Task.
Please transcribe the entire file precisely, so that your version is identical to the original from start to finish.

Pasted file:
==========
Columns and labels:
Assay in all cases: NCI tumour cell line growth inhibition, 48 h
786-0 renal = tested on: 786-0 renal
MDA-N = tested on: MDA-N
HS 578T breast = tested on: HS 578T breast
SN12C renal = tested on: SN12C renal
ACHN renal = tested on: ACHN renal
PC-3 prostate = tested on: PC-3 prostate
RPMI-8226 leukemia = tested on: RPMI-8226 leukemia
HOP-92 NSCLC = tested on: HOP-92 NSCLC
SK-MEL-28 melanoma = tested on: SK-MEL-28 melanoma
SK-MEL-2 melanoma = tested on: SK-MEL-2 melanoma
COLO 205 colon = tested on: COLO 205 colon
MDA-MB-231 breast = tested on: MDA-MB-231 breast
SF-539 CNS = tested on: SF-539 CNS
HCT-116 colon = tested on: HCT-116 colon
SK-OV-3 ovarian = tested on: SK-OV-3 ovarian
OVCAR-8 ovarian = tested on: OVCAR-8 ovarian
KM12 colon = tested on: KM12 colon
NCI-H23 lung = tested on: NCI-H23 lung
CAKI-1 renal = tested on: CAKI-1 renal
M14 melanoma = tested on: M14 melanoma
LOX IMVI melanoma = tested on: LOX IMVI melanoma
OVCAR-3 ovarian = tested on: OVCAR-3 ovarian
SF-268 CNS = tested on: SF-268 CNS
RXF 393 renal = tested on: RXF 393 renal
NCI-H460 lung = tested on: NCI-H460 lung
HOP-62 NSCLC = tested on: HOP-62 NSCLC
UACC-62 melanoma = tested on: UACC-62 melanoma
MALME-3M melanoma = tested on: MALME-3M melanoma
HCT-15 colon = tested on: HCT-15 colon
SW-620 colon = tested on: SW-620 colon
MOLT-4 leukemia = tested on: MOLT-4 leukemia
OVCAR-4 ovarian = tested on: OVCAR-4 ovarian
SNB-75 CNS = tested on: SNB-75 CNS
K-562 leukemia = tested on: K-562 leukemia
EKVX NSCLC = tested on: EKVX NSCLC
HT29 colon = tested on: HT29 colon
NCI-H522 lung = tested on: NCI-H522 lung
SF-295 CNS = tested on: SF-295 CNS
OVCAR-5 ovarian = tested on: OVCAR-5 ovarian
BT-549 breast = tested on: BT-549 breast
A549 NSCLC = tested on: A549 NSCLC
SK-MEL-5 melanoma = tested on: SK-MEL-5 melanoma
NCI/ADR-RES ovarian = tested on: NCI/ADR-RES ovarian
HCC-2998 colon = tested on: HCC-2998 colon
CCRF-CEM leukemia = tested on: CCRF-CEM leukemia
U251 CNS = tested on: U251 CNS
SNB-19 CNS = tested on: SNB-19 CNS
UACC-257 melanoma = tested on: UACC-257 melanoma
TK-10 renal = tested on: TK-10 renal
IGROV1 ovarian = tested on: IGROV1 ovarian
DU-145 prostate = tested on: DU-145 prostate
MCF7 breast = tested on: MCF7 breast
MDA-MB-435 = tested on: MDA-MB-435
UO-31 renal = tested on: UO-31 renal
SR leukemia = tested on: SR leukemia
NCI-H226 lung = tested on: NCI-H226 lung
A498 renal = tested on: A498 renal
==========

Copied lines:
Columns and labels:
Assay in all cases: NCI tumour cell line growth inhibition, 48 h
786-0 renal = tested on: 786-0 renal
MDA-N = tested on: MDA-N
HS 578T breast = tested on: HS 578T breast
SN12C renal = tested on: SN12C renal
ACHN renal = tested on: ACHN renal
PC-3 prostate = tested on: PC-3 prostate
RPMI-8226 leukemia = tested on: RPMI-8226 leukemia
HOP-92 NSCLC = tested on: HOP-92 NSCLC
SK-MEL-28 melanoma = tested on: SK-MEL-28 melanoma
SK-MEL-2 melanoma = tested on: SK-MEL-2 melanoma
COLO 205 colon = tested on: COLO 205 colon
MDA-MB-231 breast = tested on: MDA-MB-231 breast
SF-539 CNS = tested on: SF-539 CNS
HCT-116 colon = tested on: HCT-116 colon
SK-OV-3 ovarian = tested on: SK-OV-3 ovarian
OVCAR-8 ovarian = tested on: OVCAR-8 ovarian
KM12 colon = tested on: KM12 colon
NCI-H23 lung = tested on: NCI-H23 lung
CAKI-1 renal = tested on: CAKI-1 renal
M14 melanoma = tested on: M14 melanoma
LOX IMVI melanoma = tested on: LOX IMVI melanoma
OVCAR-3 ovarian = tested on: OVCAR-3 ovarian
SF-268 CNS = tested on: SF-268 CNS
RXF 393 renal = tested on: RXF 393 renal
NCI-H460 lung = tested on: NCI-H460 lung
HOP-62 NSCLC = tested on: HOP-62 NSCLC
UACC-62 melanoma = tested on: UACC-62 melanoma
MALME-3M melanoma = tested on: MALME-3M melanoma
HCT-15 colon = tested on: HCT-15 colon
SW-620 colon = tested on: SW-620 colon
MOLT-4 leukemia = tested on: MOLT-4 leukemia
OVCAR-4 ovarian = tested on: OVCAR-4 ovarian
SNB-75 CNS = tested on: SNB-75 CNS
K-562 leukemia = tested on: K-562 leukemia
EKVX NSCLC = tested on: EKVX NSCLC
HT29 colon = tested on: HT29 colon
NCI-H522 lung = tested on: NCI-H522 lung
SF-295 CNS = tested on: SF-295 CNS
OVCAR-5 ovarian = tested on: OVCAR-5 ovarian
BT-549 breast = tested on: BT-549 breast
A549 NSCLC = tested on: A549 NSCLC
SK-MEL-5 melanoma = tested on: SK-MEL-5 melanoma
NCI/ADR-RES ovarian = tested on: NCI/ADR-RES ovarian
HCC-2998 colon = tested on: HCC-2998 colon
CCRF-CEM leukemia = tested on: CCRF-CEM leukemia
U251 CNS = tested on: U251 CNS
SNB-19 CNS = tested on: SNB-19 CNS
UACC-257 melanoma = tested on: UACC-257 melanoma
TK-10 renal = tested on: TK-10 renal
IGROV1 ovarian = tested on: IGROV1 ovarian
DU-145 prostate = tested on: DU-145 prostate
MCF7 breast = tested on: MCF7 breast
MDA-MB-435 = tested on: MDA-MB-435
UO-31 renal = tested on: UO-31 renal
SR leukemia = tested on: SR leukemia
NCI-H226 lung = tested on: NCI-H226 lung
A498 renal = tested on: A498 renal